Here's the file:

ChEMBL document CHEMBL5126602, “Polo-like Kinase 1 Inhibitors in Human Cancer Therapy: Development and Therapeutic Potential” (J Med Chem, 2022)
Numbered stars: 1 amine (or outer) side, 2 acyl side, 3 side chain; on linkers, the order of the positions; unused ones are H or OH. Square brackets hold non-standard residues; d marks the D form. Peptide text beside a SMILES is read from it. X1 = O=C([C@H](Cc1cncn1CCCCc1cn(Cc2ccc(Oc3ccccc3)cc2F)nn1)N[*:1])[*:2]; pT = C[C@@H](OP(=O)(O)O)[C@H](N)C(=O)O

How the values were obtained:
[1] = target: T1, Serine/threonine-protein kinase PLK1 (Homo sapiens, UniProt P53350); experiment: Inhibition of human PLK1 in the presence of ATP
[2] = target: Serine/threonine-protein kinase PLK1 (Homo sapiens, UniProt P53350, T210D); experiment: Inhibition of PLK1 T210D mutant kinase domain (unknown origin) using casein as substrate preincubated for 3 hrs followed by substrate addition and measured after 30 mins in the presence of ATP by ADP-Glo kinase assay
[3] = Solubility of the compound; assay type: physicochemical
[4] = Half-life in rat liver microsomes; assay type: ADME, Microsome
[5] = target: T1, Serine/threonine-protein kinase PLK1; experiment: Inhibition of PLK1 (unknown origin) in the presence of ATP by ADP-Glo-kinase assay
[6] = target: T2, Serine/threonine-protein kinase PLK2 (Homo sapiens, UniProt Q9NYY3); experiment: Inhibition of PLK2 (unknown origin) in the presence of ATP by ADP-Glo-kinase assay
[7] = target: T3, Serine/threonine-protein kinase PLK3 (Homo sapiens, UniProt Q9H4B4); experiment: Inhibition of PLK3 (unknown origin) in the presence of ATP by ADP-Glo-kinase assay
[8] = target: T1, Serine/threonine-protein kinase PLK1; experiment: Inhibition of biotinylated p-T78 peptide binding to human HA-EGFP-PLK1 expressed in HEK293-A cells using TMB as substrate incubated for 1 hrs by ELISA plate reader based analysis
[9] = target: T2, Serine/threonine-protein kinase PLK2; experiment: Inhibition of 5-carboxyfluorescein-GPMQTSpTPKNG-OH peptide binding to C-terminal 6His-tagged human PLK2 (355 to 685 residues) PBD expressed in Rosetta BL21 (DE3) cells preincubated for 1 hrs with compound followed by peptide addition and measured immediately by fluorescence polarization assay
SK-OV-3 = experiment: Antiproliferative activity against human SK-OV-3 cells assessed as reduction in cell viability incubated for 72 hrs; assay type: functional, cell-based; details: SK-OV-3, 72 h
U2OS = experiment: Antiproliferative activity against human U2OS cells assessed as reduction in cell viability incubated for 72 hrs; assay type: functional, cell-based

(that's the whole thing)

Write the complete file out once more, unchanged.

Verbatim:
ChEMBL document CHEMBL5126602, “Polo-like Kinase 1 Inhibitors in Human Cancer Therapy: Development and Therapeutic Potential” (J Med Chem, 2022)
Numbered stars: 1 amine (or outer) side, 2 acyl side, 3 side chain; on linkers, the order of the positions; unused ones are H or OH. Square brackets hold non-standard residues; d marks the D form. Peptide text beside a SMILES is read from it. X1 = O=C([C@H](Cc1cncn1CCCCc1cn(Cc2ccc(Oc3ccccc3)cc2F)nn1)N[*:1])[*:2]; pT = C[C@@H](OP(=O)(O)O)[C@H](N)C(=O)O

How the values were obtained:
[1] = target: T1, Serine/threonine-protein kinase PLK1 (Homo sapiens, UniProt P53350); experiment: Inhibition of human PLK1 in the presence of ATP
[2] = target: Serine/threonine-protein kinase PLK1 (Homo sapiens, UniProt P53350, T210D); experiment: Inhibition of PLK1 T210D mutant kinase domain (unknown origin) using casein as substrate preincubated for 3 hrs followed by substrate addition and measured after 30 mins in the presence of ATP by ADP-Glo kinase assay
[3] = Solubility of the compound; assay type: physicochemical
[4] = Half-life in rat liver microsomes; assay type: ADME, Microsome
[5] = target: T1, Serine/threonine-protein kinase PLK1; experiment: Inhibition of PLK1 (unknown origin) in the presence of ATP by ADP-Glo-kinase assay
[6] = target: T2, Serine/threonine-protein kinase PLK2 (Homo sapiens, UniProt Q9NYY3); experiment: Inhibition of PLK2 (unknown origin) in the presence of ATP by ADP-Glo-kinase assay
[7] = target: T3, Serine/threonine-protein kinase PLK3 (Homo sapiens, UniProt Q9H4B4); experiment: Inhibition of PLK3 (unknown origin) in the presence of ATP by ADP-Glo-kinase assay
[8] = target: T1, Serine/threonine-protein kinase PLK1; experiment: Inhibition of biotinylated p-T78 peptide binding to human HA-EGFP-PLK1 expressed in HEK293-A cells using TMB as substrate incubated for 1 hrs by ELISA plate reader based analysis
[9] = target: T2, Serine/threonine-protein kinase PLK2; experiment: Inhibition of 5-carboxyfluorescein-GPMQTSpTPKNG-OH peptide binding to C-terminal 6His-tagged human PLK2 (355 to 685 residues) PBD expressed in Rosetta BL21 (DE3) cells preincubated for 1 hrs with compound followed by peptide addition and measured immediately by fluorescence polarization assay
SK-OV-3 = experiment: Antiproliferative activity against human SK-OV-3 cells assessed as reduction in cell viability incubated for 72 hrs; assay type: functional, cell-based; details: SK-OV-3, 72 h
U2OS = experiment: Antiproliferative activity against human U2OS cells assessed as reduction in cell viability incubated for 72 hrs; assay type: functional, cell-based